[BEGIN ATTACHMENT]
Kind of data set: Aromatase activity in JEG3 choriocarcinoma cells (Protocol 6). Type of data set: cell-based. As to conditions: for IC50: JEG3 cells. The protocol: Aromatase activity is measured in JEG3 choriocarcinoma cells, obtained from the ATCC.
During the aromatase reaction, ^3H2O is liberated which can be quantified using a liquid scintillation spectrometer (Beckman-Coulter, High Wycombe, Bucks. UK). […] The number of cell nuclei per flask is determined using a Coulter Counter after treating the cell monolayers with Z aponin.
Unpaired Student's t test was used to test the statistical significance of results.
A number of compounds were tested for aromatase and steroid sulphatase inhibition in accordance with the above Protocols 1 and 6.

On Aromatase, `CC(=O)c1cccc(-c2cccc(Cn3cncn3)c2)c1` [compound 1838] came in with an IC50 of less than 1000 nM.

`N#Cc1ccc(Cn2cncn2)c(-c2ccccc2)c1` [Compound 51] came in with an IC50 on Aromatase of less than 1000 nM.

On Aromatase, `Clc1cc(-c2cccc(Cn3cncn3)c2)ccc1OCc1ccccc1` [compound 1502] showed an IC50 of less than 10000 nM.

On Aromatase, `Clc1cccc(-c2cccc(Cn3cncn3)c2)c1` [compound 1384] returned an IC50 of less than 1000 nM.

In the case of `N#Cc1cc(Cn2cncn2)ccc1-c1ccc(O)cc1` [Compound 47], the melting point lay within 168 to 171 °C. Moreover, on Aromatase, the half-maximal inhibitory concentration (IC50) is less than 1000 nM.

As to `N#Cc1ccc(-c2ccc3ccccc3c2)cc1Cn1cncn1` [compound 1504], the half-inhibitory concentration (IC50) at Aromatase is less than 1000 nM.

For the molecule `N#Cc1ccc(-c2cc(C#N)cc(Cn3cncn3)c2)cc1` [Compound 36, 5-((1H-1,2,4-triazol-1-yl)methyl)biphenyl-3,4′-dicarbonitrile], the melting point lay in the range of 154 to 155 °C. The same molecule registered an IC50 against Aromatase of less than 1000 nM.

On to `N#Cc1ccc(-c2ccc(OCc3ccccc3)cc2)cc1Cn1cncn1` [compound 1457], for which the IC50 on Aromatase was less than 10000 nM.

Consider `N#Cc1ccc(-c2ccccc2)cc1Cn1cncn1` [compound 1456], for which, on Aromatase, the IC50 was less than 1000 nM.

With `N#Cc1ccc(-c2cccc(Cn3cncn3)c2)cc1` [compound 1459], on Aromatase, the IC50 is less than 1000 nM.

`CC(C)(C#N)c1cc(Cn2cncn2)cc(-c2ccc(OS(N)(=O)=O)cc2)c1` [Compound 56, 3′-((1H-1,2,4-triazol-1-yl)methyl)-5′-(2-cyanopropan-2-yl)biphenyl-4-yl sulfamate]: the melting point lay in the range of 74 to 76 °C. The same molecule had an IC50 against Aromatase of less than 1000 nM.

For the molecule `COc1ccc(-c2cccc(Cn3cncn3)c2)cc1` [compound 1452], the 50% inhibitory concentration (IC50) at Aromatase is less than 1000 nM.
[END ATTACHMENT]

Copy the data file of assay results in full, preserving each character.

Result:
Kind of data set: Aromatase activity in JEG3 choriocarcinoma cells (Protocol 6). Type of data set: cell-based. As to conditions: for IC50: JEG3 cells. The protocol: Aromatase activity is measured in JEG3 choriocarcinoma cells, obtained from the ATCC.
During the aromatase reaction, ^3H2O is liberated which can be quantified using a liquid scintillation spectrometer (Beckman-Coulter, High Wycombe, Bucks. UK). […] The number of cell nuclei per flask is determined using a Coulter Counter after treating the cell monolayers with Z aponin.
Unpaired Student's t test was used to test the statistical significance of results.
A number of compounds were tested for aromatase and steroid sulphatase inhibition in accordance with the above Protocols 1 and 6.

On Aromatase, `CC(=O)c1cccc(-c2cccc(Cn3cncn3)c2)c1` [compound 1838] came in with an IC50 of less than 1000 nM.

`N#Cc1ccc(Cn2cncn2)c(-c2ccccc2)c1` [Compound 51] came in with an IC50 on Aromatase of less than 1000 nM.

On Aromatase, `Clc1cc(-c2cccc(Cn3cncn3)c2)ccc1OCc1ccccc1` [compound 1502] showed an IC50 of less than 10000 nM.

On Aromatase, `Clc1cccc(-c2cccc(Cn3cncn3)c2)c1` [compound 1384] returned an IC50 of less than 1000 nM.

In the case of `N#Cc1cc(Cn2cncn2)ccc1-c1ccc(O)cc1` [Compound 47], the melting point lay within 168 to 171 °C. Moreover, on Aromatase, the half-maximal inhibitory concentration (IC50) is less than 1000 nM.

As to `N#Cc1ccc(-c2ccc3ccccc3c2)cc1Cn1cncn1` [compound 1504], the half-inhibitory concentration (IC50) at Aromatase is less than 1000 nM.

For the molecule `N#Cc1ccc(-c2cc(C#N)cc(Cn3cncn3)c2)cc1` [Compound 36, 5-((1H-1,2,4-triazol-1-yl)methyl)biphenyl-3,4′-dicarbonitrile], the melting point lay in the range of 154 to 155 °C. The same molecule registered an IC50 against Aromatase of less than 1000 nM.

On to `N#Cc1ccc(-c2ccc(OCc3ccccc3)cc2)cc1Cn1cncn1` [compound 1457], for which the IC50 on Aromatase was less than 10000 nM.

Consider `N#Cc1ccc(-c2ccccc2)cc1Cn1cncn1` [compound 1456], for which, on Aromatase, the IC50 was less than 1000 nM.

With `N#Cc1ccc(-c2cccc(Cn3cncn3)c2)cc1` [compound 1459], on Aromatase, the IC50 is less than 1000 nM.

`CC(C)(C#N)c1cc(Cn2cncn2)cc(-c2ccc(OS(N)(=O)=O)cc2)c1` [Compound 56, 3′-((1H-1,2,4-triazol-1-yl)methyl)-5′-(2-cyanopropan-2-yl)biphenyl-4-yl sulfamate]: the melting point lay in the range of 74 to 76 °C. The same molecule had an IC50 against Aromatase of less than 1000 nM.

For the molecule `COc1ccc(-c2cccc(Cn3cncn3)c2)cc1` [compound 1452], the 50% inhibitory concentration (IC50) at Aromatase is less than 1000 nM.